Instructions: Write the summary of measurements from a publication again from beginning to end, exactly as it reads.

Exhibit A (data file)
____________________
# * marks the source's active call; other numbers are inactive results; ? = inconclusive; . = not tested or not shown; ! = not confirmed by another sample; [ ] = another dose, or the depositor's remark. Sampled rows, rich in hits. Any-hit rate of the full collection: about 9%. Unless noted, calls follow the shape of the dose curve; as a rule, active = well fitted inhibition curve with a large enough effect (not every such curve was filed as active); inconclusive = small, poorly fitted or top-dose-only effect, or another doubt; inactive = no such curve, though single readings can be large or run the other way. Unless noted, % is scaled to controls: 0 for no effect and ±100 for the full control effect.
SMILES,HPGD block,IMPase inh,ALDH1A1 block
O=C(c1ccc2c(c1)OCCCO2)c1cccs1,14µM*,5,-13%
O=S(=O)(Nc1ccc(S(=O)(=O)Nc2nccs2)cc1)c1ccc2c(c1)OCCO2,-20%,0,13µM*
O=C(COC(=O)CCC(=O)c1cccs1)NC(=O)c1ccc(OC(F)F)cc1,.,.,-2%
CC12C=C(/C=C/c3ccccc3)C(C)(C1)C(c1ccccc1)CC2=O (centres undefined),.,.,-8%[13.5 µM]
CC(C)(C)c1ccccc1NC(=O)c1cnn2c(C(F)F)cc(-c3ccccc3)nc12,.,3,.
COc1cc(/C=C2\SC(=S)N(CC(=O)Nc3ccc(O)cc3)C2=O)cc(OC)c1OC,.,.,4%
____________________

# * marks the source's active call; other numbers are inactive results; ? = inconclusive; . = not tested or not shown; ! = not confirmed by another sample; [ ] = another dose, or the depositor's remark. Sampled rows, rich in hits. Any-hit rate of the full collection: about 9%. Unless noted, calls follow the shape of the dose curve; as a rule, active = well fitted inhibition curve with a large enough effect (not every such curve was filed as active); inconclusive = small, poorly fitted or top-dose-only effect, or another doubt; inactive = no such curve, though single readings can be large or run the other way. Unless noted, % is scaled to controls: 0 for no effect and ±100 for the full control effect.
SMILES,HPGD block,IMPase inh,ALDH1A1 block
O=C(c1ccc2c(c1)OCCCO2)c1cccs1,14µM*,5,-13%
O=S(=O)(Nc1ccc(S(=O)(=O)Nc2nccs2)cc1)c1ccc2c(c1)OCCO2,-20%,0,13µM*
O=C(COC(=O)CCC(=O)c1cccs1)NC(=O)c1ccc(OC(F)F)cc1,.,.,-2%
CC12C=C(/C=C/c3ccccc3)C(C)(C1)C(c1ccccc1)CC2=O (centres undefined),.,.,-8%[13.5 µM]
CC(C)(C)c1ccccc1NC(=O)c1cnn2c(C(F)F)cc(-c3ccccc3)nc12,.,3,.
COc1cc(/C=C2\SC(=S)N(CC(=O)Nc3ccc(O)cc3)C2=O)cc(OC)c1OC,.,.,4%